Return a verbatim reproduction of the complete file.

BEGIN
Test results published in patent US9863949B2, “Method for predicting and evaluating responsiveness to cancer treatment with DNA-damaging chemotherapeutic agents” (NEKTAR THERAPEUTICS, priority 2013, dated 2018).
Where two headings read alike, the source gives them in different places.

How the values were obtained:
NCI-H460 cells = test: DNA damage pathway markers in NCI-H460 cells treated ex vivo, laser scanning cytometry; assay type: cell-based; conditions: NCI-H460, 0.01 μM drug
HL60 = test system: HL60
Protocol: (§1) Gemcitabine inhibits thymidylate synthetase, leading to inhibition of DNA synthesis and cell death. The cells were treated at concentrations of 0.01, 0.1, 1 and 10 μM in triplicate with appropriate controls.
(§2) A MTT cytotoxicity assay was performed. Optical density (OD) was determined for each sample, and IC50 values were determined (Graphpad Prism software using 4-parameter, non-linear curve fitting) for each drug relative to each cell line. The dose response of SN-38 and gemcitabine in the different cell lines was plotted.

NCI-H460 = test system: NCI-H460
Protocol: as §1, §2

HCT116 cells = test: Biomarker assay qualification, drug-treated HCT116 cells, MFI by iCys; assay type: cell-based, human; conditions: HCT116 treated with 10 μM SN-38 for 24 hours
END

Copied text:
Test results published in patent US9863949B2, “Method for predicting and evaluating responsiveness to cancer treatment with DNA-damaging chemotherapeutic agents” (NEKTAR THERAPEUTICS, priority 2013, dated 2018).
Where two headings read alike, the source gives them in different places.

How the values were obtained:
NCI-H460 cells = test: DNA damage pathway markers in NCI-H460 cells treated ex vivo, laser scanning cytometry; assay type: cell-based; conditions: NCI-H460, 0.01 μM drug
HL60 = test system: HL60
Protocol: (§1) Gemcitabine inhibits thymidylate synthetase, leading to inhibition of DNA synthesis and cell death. The cells were treated at concentrations of 0.01, 0.1, 1 and 10 μM in triplicate with appropriate controls.
(§2) A MTT cytotoxicity assay was performed. Optical density (OD) was determined for each sample, and IC50 values were determined (Graphpad Prism software using 4-parameter, non-linear curve fitting) for each drug relative to each cell line. The dose response of SN-38 and gemcitabine in the different cell lines was plotted.

NCI-H460 = test system: NCI-H460
Protocol: as §1, §2

HCT116 cells = test: Biomarker assay qualification, drug-treated HCT116 cells, MFI by iCys; assay type: cell-based, human; conditions: HCT116 treated with 10 μM SN-38 for 24 hours